Ok, here is the analysis of the old R_SetLightProject code before @anonreclaimer 's commit broke it in rev 6684.
Some notes:
The inputs are the same as in the previous analysis: R, U, T are unit vectors from spawnargs, and W, H, D (aka width, height, and depth) are the lengths of spawnargs.
It looks like "z" is the perspective divisor here, but it is applied only to "x" and "y". The falloff coordinate "w" should not undergo perspective division.
You can see decomposition of matrix into three transforms, which produce homogeneous coordinates for "x" and "y" in range [0..1] both. Computation of the falloff coordinate "w" is totally independent of this transformation.
Falloff parameter at a point is determined by its projection to "start"-"end" line segment: it is 0 at start, 1 at end, 0.5 in the middle, etc. In fact, falloff parameter changes linearly from 0 to 1 while going from S to E. Note that it does not depend on the frustum at all: you can e.g. have frustum direction and falloff direction different.
Frustum half-angles are same as in BFG case: length(right) / length(target) and length(up) / length(target).
If R/U/T triple is not orthogonal, then things go equally uncertain as in BFG case. Except that here T is made orthogonal to R/U plane, and becomes N. At the same time, size D is adjusted too: we take length of "target"'s projection along N instead of full length of "target". This perhaps gives some sense to the whole stuff when R and U are orthogonal but T is not.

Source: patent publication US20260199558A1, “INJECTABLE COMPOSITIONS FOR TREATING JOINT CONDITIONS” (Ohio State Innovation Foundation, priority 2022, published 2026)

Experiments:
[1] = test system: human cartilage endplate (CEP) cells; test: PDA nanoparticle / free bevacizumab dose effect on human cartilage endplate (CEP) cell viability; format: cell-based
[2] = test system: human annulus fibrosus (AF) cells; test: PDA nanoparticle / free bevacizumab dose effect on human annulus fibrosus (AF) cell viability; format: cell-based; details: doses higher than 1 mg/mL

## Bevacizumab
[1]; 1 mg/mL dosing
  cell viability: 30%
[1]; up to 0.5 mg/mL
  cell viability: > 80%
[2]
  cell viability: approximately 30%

According to p.6, this code supports T not being orthogonal to R/U plane in some sense. In fact, only the component of "target" orthogonal to R/U plane matters, the component along R/U plane is dropped away. Note that you cannot create a non-orthogonal light frustum, so this "support" does not offer any additional flexibility.
The case of non-orthogonal R and U still looks like unsupported/unintended.
Here is how this light can be set up:
Specify X/Y coordinates on frustum "screen" by choosing orthogonal "right" and "up" vectors.
Specify direction of light frustum by setting "target" vector. Only the orientation (which side of the plane "target" looks into) matters. If you set non-orthogonal "target", then it is automatically replaced by its projection onto X/Y plane normal in the engine.
Set lengths of "right" and "up" in such way that (target +/- up +/- right) vectors look through frustum corners. Here "target" is the orthogonal vector already "fixed" by the engine if you set it non-orthogonal.
Choose "start" and "end" points completely independent of all the previous parameters. Falloff parameter ranges from 0.0 to 1.0 as you move point from "start" to "end". Gradient of "falloff" parameter goes along "end" - "start" everywhere.
DeriveLightData_Spot_D3.pdf